Passive praise is dangerous because it is easy, but using encouragement can be difficult.  This difficulty arises because being sincere and personal requires thought and action.  Action seems to go against our natural impulses.  Passivity doesn’t require action or thought, but instead merely requires a response:  “You’re so great!”, or “Wow, you’re an amazing artist!”  Authentic and individual-specific words, phrases and questions (encouragement), require thought and time.

Alfie Kohn, a popular author and speaker on parenting, education, and human behavior says in his article “Five Reasons to Stop Saying ‘Good Job’” that the following build your child’s internal, rather than their external, motivation:

  • saying nothing, but speaking through your body language
  • saying what you saw (giving specifics)
  • asking questions

By doing these things, it allows your child to be the one in charge of his or her own thoughts. When you practice and carry out these three suggestions, you are giving encouragement to your child. No manipulation, high expectations, or control take place when you use  encouragement.  Kohn also says that this “doesn’t mean that all compliments, all thank-you’s, all expressions of delight are harmful. We need to consider our motives for what we say (a genuine expression of enthusiasm is better than a desire to manipulate the child’s future behavior) as well as the actual effects of doing so.”

So as not to not be confused, here are examples of praise and encouragement and what the child perceives from both (Parenting Young Children, 1997):

Praise – “You’re such a good kid!”; “Great job!”; “I’m so proud of you!”

 Encouragement – “How do you feel about it?”; “You can do it.”; “I really appreciate your help.”

                               

PRAISE

ENCOURAGEMENT

 Underlying           What Child May       Possible                   Underlying           What Child May          Possible

Characteristics           Hear/Perceive         Results                Characteristics          Hear/Perceive            Results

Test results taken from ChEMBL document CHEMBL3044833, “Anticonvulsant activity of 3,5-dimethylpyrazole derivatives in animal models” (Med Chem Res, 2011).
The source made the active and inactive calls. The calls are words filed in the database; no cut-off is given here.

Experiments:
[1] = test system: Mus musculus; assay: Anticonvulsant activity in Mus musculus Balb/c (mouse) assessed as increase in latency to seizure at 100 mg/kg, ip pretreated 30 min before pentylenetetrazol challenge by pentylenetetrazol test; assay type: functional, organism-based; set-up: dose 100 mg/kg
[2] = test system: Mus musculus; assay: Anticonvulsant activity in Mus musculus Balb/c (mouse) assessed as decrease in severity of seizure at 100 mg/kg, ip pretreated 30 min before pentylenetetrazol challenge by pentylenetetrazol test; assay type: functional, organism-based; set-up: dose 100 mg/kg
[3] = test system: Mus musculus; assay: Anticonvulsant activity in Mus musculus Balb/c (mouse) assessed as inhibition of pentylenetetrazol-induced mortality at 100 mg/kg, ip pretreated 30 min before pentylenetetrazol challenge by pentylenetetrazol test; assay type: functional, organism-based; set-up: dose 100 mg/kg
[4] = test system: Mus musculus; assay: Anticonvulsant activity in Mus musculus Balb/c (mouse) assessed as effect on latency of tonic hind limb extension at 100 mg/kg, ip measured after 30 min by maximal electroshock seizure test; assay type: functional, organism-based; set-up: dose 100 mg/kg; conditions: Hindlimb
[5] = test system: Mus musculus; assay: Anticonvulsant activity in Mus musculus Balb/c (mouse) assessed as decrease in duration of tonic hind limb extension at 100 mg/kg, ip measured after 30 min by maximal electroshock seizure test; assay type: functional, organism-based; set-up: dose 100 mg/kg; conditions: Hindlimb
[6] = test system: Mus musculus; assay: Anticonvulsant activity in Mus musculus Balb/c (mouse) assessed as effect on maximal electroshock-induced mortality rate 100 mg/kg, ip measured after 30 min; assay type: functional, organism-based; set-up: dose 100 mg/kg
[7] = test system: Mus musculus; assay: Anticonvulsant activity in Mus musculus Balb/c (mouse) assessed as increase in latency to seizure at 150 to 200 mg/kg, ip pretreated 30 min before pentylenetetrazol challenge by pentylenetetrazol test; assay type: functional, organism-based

Focus is on external control

“I am worthwhile only when I do what you want.”

“Child learns to measure worth by ability to conform; or child rebels (views any form of cooperation as giving in).

Focus is on child’s ability to manage life constructively.

“I am trusted to become responsible and independent.

Child learns courage to be imperfect and willingness to try.  Child gains self-confidence and comes to feel responsible for own behavior.

Is rewarded only for well-done, completed tasks.

“To be worthwhile I must meet your standards.”

Child develops unrealistic standards and learns to measure worth by how closely she/he reaches perfection.  Child learns to dread failure.

Recognizes effort and improvement.

“I don’t have to be perfect.  My efforts and improvements are important.”

Child learns to accept efforts of self and others.  Child develops desire to stay with tasks (persistence).

 

Bethany LarsonJenny CooperBethany Larson and Jenny Cooper are recent graduates of Brigham Young University – Idaho majoring in Marriage and Family Studies.  Both hope to attend graduate school in the near future to increase their knowledge of and experience with families, children, social policy and advocacy.

 

Resources

Dinkmeyer, D. Sr., McKay, G. D. & Dinmeyer, D. Jr. (1997). The parent’s book: Systematic training for effective parenting. Minnesota: American Guidance Service, Inc.